BLS is one of several U.S. statistical agencies that follow consistent policies and share best practices. These agencies also frequently work with their statistical counterparts around the world to develop standards, share information, troubleshoot issues, and improve the quality of available data. At BLS, our Division of International Technical Cooperation coordinates these activities. The division helps to strengthen statistical development by organizing seminars, consultations, and meetings for international visitors with BLS staff. The division also provides BLS input on global statistical initiatives. Without missing a beat, most of these activities moved to virtual platforms during the COVID-19 pandemic. Despite some time-zone challenges, which often lead to early morning or late-night video meetings, BLS continues to play an active role on the world stage.
Today I’m highlighting some recent international engagements, which have included our colleagues from Australia, Canada, France, Greece, Italy, Mexico, South Korea, and the United Kingdom. These events are often mutually beneficial, as they provide opportunities for BLS staff to learn more about the experiences of our international counterparts.
- BLS staff met with a former Australian Bureau of Statistics official who was working with the U.K. Statistics Authority and the U.K. Office for National Statistics to research best practices in implementing international statistical standards. They discussed the international comparability of domestic industry and product classifications, data quality and publishing, and the independence of statistical organizations.
- Staff from the Australian Bureau of Statistics are planning to revise their household expenditure survey. They turned to BLS experts, who shared their insights and experiences in improving our Consumer Expenditure Surveys.
- Staff from the Statistical Division at the United Nations asked BLS to comment on issues surrounding the classification of business functions; household income, consumption, and wealth; and unpaid household service work. Input from staff in multiple offices will inform the BLS response to this request.
- BLS staff, our counterparts in Canada and Mexico, and colleagues from across Europe and Asia discussed data ethics in a meeting organized by the Centre for Applied Data Ethics at the U.K. Statistics Authority. Country representatives summarized how their organizations assess ethical considerations when producing official statistics. The U.K. Statistics Authority identified the following ethical considerations as being especially important:
From its founding, BLS has understood the importance of these issues. Our written policies and strategic plans reflect these principles. They also are reflected in the Foundations for Evidence-Based Policymaking Act and the newly formed Scientific Integrity Task Force, which includes BLS staff among its members.
And that’s just some of what we did this summer! BLS has a longstanding reputation for providing expert training and guidance and participating in international statistical forums. We also provide BLS data to the International Labour Organization and the Organisation for Economic Cooperation and Development, among others. These organizations often feature BLS statistics in their databases. Since its inception, BLS has provided technical assistance to our international counterparts, starting with our first Commissioner, Carroll Wright, who directed BLS staff to advise foreign governments establishing statistical agencies. Commissioner Wright was also a member of several international statistical associations, a tradition that continues today. Currently, BLS staff participate in many international expert groups, including the Voorburg Group on Service Statistics, the Wiesbaden Group on Business Registers, and the International Conference of Labor Statisticians. These groups provide BLS staff with opportunities to discuss topics of common interest, to propose and learn about innovative solutions to data measurement issues, and to influence discussions about important economic concepts.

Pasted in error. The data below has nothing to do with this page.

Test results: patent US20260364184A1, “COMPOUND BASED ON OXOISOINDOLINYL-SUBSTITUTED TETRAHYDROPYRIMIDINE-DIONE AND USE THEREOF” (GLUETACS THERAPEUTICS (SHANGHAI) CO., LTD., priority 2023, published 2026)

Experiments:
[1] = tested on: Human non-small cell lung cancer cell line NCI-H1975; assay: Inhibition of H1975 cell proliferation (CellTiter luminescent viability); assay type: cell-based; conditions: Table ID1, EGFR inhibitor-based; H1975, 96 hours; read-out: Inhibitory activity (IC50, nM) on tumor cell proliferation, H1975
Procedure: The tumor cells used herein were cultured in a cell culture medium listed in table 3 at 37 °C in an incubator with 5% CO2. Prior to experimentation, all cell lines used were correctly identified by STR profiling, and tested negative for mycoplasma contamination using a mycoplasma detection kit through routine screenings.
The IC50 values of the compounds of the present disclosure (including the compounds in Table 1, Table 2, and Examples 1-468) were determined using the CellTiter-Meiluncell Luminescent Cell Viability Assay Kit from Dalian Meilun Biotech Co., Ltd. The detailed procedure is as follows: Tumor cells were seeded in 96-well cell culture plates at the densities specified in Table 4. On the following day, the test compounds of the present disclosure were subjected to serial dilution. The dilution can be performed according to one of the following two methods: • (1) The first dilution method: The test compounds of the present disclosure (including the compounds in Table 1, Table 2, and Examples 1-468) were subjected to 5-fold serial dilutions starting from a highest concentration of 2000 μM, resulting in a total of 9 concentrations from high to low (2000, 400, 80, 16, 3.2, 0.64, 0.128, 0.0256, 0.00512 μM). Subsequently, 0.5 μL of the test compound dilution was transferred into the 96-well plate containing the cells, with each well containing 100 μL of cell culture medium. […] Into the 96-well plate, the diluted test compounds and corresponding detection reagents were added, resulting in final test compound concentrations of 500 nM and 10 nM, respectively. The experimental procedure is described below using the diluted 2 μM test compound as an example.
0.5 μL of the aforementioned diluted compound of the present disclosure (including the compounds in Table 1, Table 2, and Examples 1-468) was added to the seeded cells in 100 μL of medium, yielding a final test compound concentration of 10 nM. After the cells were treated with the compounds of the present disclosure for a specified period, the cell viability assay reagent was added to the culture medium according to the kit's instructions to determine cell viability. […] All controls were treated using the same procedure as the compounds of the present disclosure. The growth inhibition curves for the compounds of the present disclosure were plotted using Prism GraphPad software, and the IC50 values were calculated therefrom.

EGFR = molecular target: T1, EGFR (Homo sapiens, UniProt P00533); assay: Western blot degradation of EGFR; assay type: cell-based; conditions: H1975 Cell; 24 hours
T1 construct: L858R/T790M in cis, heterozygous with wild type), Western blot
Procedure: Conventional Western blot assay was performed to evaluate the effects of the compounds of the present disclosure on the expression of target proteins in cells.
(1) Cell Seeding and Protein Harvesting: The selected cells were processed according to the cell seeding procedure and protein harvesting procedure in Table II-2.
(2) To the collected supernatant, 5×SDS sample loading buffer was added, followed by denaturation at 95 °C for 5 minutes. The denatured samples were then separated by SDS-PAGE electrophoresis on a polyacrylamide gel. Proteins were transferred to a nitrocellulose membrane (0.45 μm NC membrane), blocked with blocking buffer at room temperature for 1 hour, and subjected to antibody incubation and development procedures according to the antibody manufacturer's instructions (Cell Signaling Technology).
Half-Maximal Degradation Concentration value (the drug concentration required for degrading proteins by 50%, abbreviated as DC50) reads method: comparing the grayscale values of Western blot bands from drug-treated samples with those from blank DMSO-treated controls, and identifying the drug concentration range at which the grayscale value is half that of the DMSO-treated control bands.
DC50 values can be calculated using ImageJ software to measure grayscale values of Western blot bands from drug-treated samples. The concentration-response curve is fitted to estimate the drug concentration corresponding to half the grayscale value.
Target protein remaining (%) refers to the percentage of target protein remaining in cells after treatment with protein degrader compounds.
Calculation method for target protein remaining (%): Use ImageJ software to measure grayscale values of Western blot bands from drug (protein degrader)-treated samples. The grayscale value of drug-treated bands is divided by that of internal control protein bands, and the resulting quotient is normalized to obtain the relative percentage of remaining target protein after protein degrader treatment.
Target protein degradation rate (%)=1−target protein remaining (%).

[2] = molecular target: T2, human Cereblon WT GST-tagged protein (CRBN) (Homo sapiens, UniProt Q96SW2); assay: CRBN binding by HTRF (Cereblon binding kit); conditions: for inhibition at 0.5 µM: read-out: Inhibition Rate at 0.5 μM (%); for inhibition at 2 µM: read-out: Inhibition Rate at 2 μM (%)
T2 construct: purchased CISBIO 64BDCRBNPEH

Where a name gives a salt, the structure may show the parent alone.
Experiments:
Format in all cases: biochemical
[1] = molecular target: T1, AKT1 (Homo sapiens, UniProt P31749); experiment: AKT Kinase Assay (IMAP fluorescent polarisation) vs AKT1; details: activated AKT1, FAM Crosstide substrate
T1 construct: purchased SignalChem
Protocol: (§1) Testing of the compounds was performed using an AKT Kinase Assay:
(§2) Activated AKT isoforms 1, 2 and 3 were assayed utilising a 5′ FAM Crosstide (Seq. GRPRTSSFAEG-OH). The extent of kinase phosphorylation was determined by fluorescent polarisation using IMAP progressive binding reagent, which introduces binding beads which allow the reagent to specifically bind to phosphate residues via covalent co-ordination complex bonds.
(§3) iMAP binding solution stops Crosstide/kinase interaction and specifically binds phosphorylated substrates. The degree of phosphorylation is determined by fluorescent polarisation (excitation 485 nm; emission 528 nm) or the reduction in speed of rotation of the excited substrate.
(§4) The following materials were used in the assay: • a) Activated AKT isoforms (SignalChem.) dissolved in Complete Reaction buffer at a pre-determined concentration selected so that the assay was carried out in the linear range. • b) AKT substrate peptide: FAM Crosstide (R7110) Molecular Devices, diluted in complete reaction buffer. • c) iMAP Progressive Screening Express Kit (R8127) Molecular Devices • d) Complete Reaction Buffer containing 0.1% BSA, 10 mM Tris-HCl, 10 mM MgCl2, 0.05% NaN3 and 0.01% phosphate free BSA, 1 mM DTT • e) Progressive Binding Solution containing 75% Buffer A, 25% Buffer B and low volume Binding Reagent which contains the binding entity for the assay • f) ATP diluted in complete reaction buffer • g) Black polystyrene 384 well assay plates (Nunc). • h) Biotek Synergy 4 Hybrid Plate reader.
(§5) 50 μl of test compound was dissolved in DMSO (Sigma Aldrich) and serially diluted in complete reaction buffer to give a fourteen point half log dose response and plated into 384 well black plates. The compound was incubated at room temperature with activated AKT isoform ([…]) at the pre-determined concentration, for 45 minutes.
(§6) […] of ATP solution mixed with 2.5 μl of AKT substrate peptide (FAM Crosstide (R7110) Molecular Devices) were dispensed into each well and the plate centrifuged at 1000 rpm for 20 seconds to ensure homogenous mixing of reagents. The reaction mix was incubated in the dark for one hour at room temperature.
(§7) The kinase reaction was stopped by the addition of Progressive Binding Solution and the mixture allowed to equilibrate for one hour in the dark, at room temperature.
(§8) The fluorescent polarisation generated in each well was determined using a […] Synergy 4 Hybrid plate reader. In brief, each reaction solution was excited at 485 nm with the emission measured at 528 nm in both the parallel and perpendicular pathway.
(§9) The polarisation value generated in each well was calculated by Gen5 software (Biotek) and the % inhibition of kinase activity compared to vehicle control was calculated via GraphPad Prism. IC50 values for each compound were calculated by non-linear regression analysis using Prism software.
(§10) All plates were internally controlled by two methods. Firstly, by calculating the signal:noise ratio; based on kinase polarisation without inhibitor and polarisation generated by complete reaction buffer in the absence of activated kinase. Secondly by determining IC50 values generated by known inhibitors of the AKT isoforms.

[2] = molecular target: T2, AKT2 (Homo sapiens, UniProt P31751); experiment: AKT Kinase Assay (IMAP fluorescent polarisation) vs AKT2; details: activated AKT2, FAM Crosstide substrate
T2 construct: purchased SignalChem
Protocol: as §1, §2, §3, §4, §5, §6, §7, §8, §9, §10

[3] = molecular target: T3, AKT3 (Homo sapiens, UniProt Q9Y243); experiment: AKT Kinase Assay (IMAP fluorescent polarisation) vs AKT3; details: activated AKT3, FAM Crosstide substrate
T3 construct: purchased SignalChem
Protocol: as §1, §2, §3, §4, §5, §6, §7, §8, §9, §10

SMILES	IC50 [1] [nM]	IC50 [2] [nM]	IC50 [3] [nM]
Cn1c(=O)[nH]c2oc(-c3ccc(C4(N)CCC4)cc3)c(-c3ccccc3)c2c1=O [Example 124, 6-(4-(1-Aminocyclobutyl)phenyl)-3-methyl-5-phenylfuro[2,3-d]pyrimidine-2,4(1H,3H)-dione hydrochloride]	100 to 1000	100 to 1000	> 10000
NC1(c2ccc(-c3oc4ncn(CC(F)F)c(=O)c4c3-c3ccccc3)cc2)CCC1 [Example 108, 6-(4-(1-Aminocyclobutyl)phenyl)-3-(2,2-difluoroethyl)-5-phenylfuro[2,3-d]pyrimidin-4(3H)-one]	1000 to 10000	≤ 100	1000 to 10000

BLS began providing technical assistance in earnest in the late 1940s as part of the U.S. government’s European Economic Recovery Program. BLS staff planned and conducted productivity studies and helped European governments establish their own economic statistics. Similar efforts continue today for our colleagues around the world, many of whom have participated in our international training programs. While we have temporarily halted in-person training programs because of the pandemic, our staff plan to provide more training modules virtually in response to the popularity of these programs. Over the last 10 years, BLS has provided training or other technical assistance to over 1,700 seminar participants and other visitors from 95 countries. More recently, the International Monetary Fund has asked BLS to provide training on Producer Price Indexes and Import and Export Price Indexes to our colleagues abroad.
I am incredibly grateful to all the subject matter experts throughout BLS who provide invaluable assistance with these activities and help maintain our excellent reputation in the international statistical community. We look forward to your continued support as BLS strengthens important international relationships, virtually for now, and hopefully in person soon.